I think it's something that we've all kind of done is sort of given up a part of our piece, to kind of for the greater good to keep the freight moving to keep the food moving to keep the toilet paper moving. You know, we've all sort of had to evolve, and it's really a day to day, you just, I mean, you could wake up one day, and it's just totally different than it was yesterday. And it's it's it's volatile. And it's the the greed that we've seen has been it's been difficult. And it's hard to explain it to the end customer who's paying the bill. And you know, how it's going to affect the consumers in the end when they're going to buy a gallon of milk for $10. You know, and it's, it's been, there is no way to really plan and I think, yeah, I mean, in my 24 years, in this business, I've written the roller coaster quite a few times. I mean, there used to be a normal, a little bit of a normal, you know, spring and fall and winter. And, you know, we took our vacations in the winter, when it was slow. And, you know, we knew what to expect in the spring in the summer. And right now, it's just, it's really unpredictable. You take vacations over Christmas over Christmas, when there's like two

Blythe Brumleve: 23:08

people in the office. So last question, if you were to advise if somebody else was looking to become an agent, what would you tell them? Or would you do anything differently is as a piece of advice to get them to become an agent?

Unknown: 23:24

Asked agents. Yeah. Many agents, many agents that

Tony Horton: 23:29

were, you know, different companies, because it really gives you some insight and some quick questions. How are you paid, and some of the things that you go through when you look at this COVID one example, I have felt real confident that they are doing their analysis on credit checks. It's, uh, yeah, they reduced our credit, and many of our customers, thankfully, because some of them, you know, some of them had to fold. And I'm glad they were keeping. I'm trying to be paying attention to that. But that is another layer of of a burden of responsibility that is really crucial for us to survive as, as independent agents versus going out on our own and carrying that leather layer of responsibility that could crush you.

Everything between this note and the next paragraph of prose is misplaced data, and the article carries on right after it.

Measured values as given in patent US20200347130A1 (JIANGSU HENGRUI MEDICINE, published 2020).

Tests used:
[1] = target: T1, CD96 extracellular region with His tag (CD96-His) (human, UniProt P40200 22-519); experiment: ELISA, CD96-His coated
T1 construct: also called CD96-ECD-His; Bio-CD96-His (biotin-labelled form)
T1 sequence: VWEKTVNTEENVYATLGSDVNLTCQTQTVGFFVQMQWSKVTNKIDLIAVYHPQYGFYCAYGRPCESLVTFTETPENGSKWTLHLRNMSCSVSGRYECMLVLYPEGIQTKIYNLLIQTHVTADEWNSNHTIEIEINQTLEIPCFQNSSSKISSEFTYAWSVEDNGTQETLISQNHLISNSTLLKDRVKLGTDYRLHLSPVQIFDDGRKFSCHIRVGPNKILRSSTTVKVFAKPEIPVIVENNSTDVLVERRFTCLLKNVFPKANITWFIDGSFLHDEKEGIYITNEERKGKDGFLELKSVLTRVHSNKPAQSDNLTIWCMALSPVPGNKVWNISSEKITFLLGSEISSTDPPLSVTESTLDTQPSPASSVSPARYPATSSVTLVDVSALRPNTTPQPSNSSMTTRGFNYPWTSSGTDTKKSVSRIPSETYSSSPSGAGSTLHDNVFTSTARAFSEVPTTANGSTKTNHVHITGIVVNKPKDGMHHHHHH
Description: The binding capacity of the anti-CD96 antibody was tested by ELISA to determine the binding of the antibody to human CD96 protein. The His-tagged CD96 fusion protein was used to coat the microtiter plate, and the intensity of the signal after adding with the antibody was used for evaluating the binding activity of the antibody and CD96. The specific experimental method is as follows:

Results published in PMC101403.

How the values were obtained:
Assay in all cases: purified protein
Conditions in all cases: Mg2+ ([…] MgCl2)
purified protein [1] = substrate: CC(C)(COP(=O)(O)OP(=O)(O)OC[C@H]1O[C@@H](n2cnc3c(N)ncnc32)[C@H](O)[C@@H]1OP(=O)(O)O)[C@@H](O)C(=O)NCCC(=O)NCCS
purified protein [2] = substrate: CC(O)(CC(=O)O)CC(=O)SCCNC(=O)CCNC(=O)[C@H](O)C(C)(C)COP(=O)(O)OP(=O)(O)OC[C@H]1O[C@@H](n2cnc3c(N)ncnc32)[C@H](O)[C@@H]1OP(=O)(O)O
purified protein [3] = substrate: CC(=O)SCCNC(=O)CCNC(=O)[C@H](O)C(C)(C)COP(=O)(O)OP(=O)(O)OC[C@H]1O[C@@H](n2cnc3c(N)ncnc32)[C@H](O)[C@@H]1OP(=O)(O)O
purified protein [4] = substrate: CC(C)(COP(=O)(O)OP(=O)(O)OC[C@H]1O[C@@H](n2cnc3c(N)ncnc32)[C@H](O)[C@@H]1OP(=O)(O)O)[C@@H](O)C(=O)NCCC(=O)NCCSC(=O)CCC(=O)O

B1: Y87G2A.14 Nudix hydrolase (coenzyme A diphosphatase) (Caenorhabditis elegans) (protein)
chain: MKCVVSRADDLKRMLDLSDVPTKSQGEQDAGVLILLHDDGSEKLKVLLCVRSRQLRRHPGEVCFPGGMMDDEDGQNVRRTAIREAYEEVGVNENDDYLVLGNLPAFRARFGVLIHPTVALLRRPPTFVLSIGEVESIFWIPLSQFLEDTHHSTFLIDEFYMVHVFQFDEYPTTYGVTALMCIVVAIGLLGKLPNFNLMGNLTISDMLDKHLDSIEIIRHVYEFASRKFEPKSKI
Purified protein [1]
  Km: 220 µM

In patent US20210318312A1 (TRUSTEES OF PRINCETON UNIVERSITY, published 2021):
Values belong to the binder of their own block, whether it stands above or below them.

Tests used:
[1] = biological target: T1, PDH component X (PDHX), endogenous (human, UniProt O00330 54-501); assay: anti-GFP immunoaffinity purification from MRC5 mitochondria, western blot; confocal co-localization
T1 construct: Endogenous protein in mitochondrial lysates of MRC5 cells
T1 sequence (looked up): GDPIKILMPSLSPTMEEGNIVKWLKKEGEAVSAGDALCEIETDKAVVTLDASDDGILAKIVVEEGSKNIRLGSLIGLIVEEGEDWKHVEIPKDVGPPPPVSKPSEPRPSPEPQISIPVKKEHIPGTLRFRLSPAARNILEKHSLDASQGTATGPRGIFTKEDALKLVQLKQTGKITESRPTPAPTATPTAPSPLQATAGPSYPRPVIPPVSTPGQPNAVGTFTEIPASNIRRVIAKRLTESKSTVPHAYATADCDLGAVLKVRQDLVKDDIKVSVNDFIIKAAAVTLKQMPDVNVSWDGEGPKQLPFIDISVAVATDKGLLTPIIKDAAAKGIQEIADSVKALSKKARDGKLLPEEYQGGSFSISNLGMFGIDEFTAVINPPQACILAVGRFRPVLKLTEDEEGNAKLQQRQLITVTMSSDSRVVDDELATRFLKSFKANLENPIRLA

Rob Clark: 24:18

So your question again, was more about somebody coming into the industry or

Blythe Brumleve: 24:22

to come into the industry? What advice would you give them to do something differently than maybe maybe you started out and you wish you would have known this when you first

Rob Clark: 24:31

Yeah, technology? I mean, we were just talking about jokingly earlier is like, when I started we were faxing paperwork, yeah.

Pamela Mitchell: 24:38

And there was no barely even email. Right.

Rob Clark: 24:40

And so that that's, it's so far removed from where we are today to listen to how you guys said, Hey, if you if you put something out there, it's working for you. Seven days a week, 24 hours a day, you know, and it's like, that's not just a cold call. That's not picking up the phone. That's what I started doing. So yeah, somebody's coming into it now. It's it would be, it'd be a different it'd be different thing,

Blythe Brumleve: 25:03

different investment, probably more on the content side and prioritizing that instead of making those 100 cold calls. Exactly.

Rob Clark: 25:10

You know, and, and I think, you know, that's probably you, Tony and I were talking about that it's like hiring people now that are maybe younger savvy, or that know how to do that stuff that's natural to them to, you know, work from that place. And, you know, yeah, that's, I think they probably teach me more than I can teach them

Pamela Mitchell: 25:30

become a Netflix instead of a blockbuster.

Blythe Brumleve: 25:33

That's a great analogy. And what what piece of advice would you give somebody coming into the game? Um,